MOAS Italia team has established their first Aid Station in Shamlapur, a fishing village in Bangladesh where many Rohingya refugees arriving by boat have taken shelter. The MOAS team, which is made up of experienced doctors, nurses, paramedics and logisticians from Bangladesh and Italy, has begun setting up specialist units designed to provide medical and humanitarian relief.
The station in Shamlapur will serve as a semi-permanent satellite facility to a makeshift refugee settlement and with a fully-equipped medical tent and sanitation capabilities. The condition of the refugees arriving at Shamlapur is alarming, with many children, and newborn infants, suffering from severe malnutrition. Each day the MOAS medical team – comprised of a medical coordinator, 10 doctors and three nurses – will conduct medical triage within the makeshift settlement.
MOAS Italia is coordinating its activities with the other agencies on the ground, under the Inter-Sector Coordination Group (ISCG) coordination mechanism run by the International Organisation for Migration (IOM).
With hundreds of thousands refugees living in makeshift settlements with little or no access to sanitation or health care, the IOM has determined that primary health care coverage is a priority which needs to be urgently established in all new settlements. Immunisation for preventable diseases is urgently required, while poor sanitary conditions in the settlements mean that outbreak preparedness is critical.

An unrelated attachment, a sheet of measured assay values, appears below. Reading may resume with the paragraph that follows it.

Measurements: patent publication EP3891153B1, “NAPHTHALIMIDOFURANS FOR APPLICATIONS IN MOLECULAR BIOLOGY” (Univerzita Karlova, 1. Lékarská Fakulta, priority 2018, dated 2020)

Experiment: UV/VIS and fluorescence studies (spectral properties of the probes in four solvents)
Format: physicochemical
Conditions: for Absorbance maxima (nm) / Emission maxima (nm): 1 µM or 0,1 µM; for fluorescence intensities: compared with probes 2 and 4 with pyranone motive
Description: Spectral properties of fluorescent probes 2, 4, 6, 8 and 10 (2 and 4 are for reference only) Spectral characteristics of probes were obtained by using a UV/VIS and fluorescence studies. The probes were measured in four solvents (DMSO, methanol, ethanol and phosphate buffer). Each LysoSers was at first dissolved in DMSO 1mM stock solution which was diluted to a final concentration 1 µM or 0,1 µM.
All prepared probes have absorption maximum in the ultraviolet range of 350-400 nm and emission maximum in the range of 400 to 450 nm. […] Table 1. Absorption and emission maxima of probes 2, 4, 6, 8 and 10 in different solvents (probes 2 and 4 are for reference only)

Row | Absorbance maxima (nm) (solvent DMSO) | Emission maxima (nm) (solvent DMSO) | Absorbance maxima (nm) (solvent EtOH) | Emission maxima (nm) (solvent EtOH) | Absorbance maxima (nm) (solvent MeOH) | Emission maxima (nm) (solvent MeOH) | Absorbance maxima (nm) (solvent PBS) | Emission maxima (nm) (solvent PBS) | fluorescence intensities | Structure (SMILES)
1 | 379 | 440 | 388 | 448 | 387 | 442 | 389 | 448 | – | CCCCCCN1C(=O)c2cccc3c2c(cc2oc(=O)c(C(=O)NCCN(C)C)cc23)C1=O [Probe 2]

In planning for the longer term, Bangladesh has asked the IOM to coordinate the building of a mega-refugee camp on 1,200ha of land, bringing refugees from numerous small settlements into one location. The mega site, which intends to accommodating around 800,000 Rohingya Muslims, would be one of the world’s largest refugee camps.
However, the UN is warning that Bangladesh’s plans to build such a large camp could heighten the risks of diseases such as cholera spreading quickly in that country, As Robert Watkins, the UN resident coordinator in Bangladesh explained, “When you concentrate too many people into a very small area, particularly the people who are very vulnerable to diseases, it is dangerous. If there are infectious diseases that spread, that will spread very quickly.”
In recent days, Burma’s widely-criticised de facto leader Aung San Suu Kyi, has finally released plans to sideline the military in an effort to provide aid to the Rohingya. State Counsellor Suu Kyi’s aid plan includes the establishment of a civilian-led agency, with foreign assistance, to deliver relief and resettlement for Rohingya Muslims in Rakhine state.
As an adviser to Aung San Suu Kyi explained to the Guardian newspaper, “It is going to be an implementation unit and will introduce a degree of transparency into the government that will allow the international community to participate and provide aid.”
However, it remains to be seen just how realistic Aung San Suu Kyi’s aid initiative will be. The process of repatriating Rohingya who have fled to Bangladesh will face considerable hurdles, and considering that the majority of these refugees lack the documentation likely to satisfy the military that they have a right of live in Burma, it looks like it will be a long time before the Rohingya are able to return home.